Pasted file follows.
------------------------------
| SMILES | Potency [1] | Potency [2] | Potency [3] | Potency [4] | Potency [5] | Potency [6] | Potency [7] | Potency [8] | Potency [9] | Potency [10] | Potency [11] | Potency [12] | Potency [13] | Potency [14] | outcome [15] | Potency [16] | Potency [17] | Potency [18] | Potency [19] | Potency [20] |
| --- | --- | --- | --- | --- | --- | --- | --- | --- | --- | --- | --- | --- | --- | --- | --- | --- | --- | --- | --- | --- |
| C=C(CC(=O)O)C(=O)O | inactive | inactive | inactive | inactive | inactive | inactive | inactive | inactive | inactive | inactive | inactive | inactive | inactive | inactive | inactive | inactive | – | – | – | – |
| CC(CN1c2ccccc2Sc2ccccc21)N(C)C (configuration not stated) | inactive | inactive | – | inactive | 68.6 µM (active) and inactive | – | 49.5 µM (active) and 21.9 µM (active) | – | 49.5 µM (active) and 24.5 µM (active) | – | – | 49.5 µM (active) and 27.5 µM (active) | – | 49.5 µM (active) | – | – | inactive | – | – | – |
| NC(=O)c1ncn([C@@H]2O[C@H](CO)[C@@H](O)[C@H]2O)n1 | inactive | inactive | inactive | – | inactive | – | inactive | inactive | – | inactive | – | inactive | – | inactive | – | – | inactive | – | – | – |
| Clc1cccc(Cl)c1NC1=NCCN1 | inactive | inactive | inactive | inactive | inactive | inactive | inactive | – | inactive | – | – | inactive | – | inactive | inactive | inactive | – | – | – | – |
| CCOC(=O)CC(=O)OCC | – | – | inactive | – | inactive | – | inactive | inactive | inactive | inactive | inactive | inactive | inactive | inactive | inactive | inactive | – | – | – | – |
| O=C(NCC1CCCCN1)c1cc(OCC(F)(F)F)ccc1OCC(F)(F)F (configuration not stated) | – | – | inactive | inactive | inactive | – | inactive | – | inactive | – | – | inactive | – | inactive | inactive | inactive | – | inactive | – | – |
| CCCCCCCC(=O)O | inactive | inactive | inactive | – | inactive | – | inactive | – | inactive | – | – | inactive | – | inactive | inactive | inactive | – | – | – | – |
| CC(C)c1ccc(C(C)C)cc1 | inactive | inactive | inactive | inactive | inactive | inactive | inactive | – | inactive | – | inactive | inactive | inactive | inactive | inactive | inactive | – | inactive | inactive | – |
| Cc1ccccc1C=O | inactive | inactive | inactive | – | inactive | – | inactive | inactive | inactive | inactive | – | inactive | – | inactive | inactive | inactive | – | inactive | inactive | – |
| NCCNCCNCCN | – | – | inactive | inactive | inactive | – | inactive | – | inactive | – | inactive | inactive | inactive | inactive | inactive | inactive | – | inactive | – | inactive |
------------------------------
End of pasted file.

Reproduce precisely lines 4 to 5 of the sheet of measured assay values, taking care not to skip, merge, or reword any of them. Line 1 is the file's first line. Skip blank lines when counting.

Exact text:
| CC(CN1c2ccccc2Sc2ccccc21)N(C)C (configuration not stated) | inactive | inactive | – | inactive | 68.6 µM (active) and inactive | – | 49.5 µM (active) and 21.9 µM (active) | – | 49.5 µM (active) and 24.5 µM (active) | – | – | 49.5 µM (active) and 27.5 µM (active) | – | 49.5 µM (active) | – | – | inactive | – | – | – |
| NC(=O)c1ncn([C@@H]2O[C@H](CO)[C@@H](O)[C@H]2O)n1 | inactive | inactive | inactive | – | inactive | – | inactive | inactive | – | inactive | – | inactive | – | inactive | – | – | inactive | – | – | – |